The Islamlists would rather just chop off your head, and would consider it a great victory because doing so would push most of your countrymen into a state of fear.

    Sorry, that little scary tactic doesn’t work on me. I can see through your islam-jealous mindset all along. Let me be clear about this. I talk to you about these things and I am being cordial and mature, because I also believe in discourse, and free discussion. To an islamic terrorist, I have nothing to say.

    The problem in your mindset is that either people agree with you, or else we are pandering to terrorists! What idiocy! I couldn’t have the most disgust to those life-haters. I disgust when countries bow down to terrorists when some cartoons “offend” them. This doesn’t mean that I should cheer american foolishness, voluntarism and mind-blowing plundering of the world.

    This “Us or Them” mentality is utterly wrong. I despise manicheisms. They are dumb and promote Groupthink.

    If Obama were actually center left instead of far left, we wouldn’t be having this conversation.

    I wonder about that, but I understand what you say. But bear in mind that he didn’t try to fool anyone. He has clearly said innumerous times that his reference in form (not in content!) is Reagan. Well, you couldn’t have a more partisan than that guy!

    That the race for President is still a horse race…

    It’s a testament on american politics. It’s always been like that, though I don’t think you’ve been paying attention lately. Obama is getting 50%, McCain 43%. McCain is melting down heavily, and when Palin enters the stage against Biden, it will be serious hilarious stuff.

    I feel cheated. I feel attracted to Obama’s message of hope, but don’t want to be hoodwinked into a leftist political agenda in its’ stead.

    You shouldn’t feel cheated by Obama, but by the GOP. If you are inclined to the right, then that’s the party that didn’t address you.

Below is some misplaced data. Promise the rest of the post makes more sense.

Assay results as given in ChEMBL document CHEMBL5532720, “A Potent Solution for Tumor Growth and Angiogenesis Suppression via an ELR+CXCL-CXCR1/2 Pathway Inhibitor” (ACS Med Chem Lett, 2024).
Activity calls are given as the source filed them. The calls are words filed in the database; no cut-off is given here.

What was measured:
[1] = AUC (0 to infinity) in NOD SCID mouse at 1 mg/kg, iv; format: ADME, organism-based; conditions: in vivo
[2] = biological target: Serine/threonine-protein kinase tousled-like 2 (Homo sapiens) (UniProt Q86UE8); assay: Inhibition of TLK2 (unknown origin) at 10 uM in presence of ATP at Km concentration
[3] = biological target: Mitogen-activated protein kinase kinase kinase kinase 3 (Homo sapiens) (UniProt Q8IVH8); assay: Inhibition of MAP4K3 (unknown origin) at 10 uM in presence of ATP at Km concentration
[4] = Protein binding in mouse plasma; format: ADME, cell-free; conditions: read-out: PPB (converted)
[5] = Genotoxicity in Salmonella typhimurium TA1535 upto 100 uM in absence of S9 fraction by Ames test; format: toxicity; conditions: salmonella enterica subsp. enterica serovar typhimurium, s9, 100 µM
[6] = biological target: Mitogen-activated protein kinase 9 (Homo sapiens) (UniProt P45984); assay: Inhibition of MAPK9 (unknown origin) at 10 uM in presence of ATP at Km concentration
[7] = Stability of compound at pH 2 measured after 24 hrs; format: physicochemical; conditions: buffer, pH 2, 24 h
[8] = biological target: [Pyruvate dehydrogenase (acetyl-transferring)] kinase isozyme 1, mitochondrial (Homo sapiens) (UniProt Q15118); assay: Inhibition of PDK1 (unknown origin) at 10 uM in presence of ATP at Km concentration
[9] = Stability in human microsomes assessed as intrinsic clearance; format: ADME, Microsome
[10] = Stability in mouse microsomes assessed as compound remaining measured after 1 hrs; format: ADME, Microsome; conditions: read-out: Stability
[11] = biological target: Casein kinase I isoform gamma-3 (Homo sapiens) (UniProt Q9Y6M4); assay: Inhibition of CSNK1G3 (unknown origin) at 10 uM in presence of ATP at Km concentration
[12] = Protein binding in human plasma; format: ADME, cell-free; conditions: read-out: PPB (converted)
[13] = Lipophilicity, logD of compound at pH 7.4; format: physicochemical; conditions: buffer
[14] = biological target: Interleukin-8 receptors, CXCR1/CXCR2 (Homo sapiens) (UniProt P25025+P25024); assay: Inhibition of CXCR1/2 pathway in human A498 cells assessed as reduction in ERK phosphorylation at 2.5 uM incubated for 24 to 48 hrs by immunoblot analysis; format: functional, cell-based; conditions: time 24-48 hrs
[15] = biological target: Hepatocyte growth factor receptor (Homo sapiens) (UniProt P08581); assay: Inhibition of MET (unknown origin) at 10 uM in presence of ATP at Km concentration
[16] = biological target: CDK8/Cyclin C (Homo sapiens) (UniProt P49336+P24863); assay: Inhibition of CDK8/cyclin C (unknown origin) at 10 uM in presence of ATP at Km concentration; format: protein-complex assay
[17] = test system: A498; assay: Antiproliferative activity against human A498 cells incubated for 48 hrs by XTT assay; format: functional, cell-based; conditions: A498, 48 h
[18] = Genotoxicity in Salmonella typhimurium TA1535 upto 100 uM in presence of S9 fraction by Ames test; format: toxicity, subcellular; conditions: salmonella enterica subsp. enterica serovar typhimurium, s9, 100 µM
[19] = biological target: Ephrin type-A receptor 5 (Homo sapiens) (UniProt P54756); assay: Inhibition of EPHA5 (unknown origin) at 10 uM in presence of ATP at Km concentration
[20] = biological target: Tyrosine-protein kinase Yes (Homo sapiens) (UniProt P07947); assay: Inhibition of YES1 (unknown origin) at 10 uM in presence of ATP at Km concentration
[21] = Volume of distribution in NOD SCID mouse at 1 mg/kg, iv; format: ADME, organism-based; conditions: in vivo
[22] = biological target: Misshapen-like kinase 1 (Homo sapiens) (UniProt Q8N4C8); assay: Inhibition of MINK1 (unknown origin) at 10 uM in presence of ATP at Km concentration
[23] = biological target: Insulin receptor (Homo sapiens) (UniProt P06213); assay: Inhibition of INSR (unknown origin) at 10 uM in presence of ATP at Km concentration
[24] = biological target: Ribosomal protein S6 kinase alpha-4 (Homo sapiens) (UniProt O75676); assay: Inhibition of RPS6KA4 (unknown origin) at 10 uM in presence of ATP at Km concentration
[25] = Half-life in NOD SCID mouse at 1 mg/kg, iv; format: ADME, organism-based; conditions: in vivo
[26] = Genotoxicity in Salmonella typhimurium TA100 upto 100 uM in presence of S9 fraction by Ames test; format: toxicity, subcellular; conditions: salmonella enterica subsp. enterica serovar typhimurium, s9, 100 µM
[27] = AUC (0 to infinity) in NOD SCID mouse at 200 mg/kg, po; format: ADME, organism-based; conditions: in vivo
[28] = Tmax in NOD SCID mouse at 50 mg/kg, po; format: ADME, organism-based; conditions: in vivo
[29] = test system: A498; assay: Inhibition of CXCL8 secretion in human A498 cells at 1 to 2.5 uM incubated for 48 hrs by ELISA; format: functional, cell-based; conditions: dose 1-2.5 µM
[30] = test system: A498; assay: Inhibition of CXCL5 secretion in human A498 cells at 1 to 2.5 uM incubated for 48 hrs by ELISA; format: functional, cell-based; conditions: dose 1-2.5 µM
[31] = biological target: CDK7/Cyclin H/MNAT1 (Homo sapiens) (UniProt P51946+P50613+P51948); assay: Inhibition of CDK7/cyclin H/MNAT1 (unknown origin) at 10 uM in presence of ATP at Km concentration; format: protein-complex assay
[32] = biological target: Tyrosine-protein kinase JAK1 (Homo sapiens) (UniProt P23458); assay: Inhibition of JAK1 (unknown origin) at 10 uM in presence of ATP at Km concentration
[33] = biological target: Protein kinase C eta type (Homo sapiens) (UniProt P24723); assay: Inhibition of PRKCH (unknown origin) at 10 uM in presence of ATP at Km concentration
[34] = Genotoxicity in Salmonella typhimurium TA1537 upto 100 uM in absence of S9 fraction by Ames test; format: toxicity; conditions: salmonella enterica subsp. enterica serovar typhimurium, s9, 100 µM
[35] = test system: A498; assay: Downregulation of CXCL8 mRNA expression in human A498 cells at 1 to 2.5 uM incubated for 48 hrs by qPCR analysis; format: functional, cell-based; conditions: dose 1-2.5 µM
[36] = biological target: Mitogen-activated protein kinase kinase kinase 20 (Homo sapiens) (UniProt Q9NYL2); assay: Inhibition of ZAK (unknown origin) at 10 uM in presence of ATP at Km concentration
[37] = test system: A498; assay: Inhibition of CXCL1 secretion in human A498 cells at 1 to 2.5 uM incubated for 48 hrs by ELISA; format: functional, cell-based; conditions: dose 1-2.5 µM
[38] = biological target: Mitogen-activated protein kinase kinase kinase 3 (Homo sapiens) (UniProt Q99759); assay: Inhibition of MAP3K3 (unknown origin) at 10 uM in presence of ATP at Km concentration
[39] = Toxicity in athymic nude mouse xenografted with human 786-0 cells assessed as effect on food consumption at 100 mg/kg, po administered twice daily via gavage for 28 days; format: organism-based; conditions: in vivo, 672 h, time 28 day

• LuisDias

    PS: I wonder what you mean by Obama being a 100% left guy. What exactly in his program do you see a commie?

  • http://murrquan.livejournal.com Murrquan

    @27 Realtosh

    The Islamlists would rather just chop off your head, and would consider it a great victory because doing so would push most of your countrymen into a state of fear.

    In other words, “You don’t know anything. Be quiet while I burn down this straw man. I have an emotional connection to this issue, and so I refuse to listen to reason.

    Did everyone miss it when Mr. Dilger posted an article on what they actually want to do to us? Has anyone read Bin Laden’s actual statements? Or would that get us in trouble if our online connections are being wiretapped?

    Does anyone know how much money is being spent on the “War on Terror,” who it’s being paid to, and how much money and influence those in the administration stand to gain from it all? Money that’s spent to “support our troops” doesn’t just magically turn into body armor and tanks. There’s an entire industry that only makes money when we’re out there shooting at things, and the fact that nobody thinks about it is one of the big reasons they’re making so much cash.

    I’d personally love for the success of my business to be tied to something like “supporting our troops,” and to never have customers think any more deeply than that. ^.^; Or know my name, or know which politicians used to be on my board of directors.

    And because our troops need someone to shoot at, I’d love it if we had an enemy somewhere that was so vile, so vicious that they’re like the Uruk-Hai: Not people, but murdering things that need to be destroyed, in the name of good people everywhere. And if I couldn’t find such an enemy, I’d want to create one.

  • Realtosh

    @ Murrquan 31

    I include the military establishment in my list of special interests above. We agree on much of that.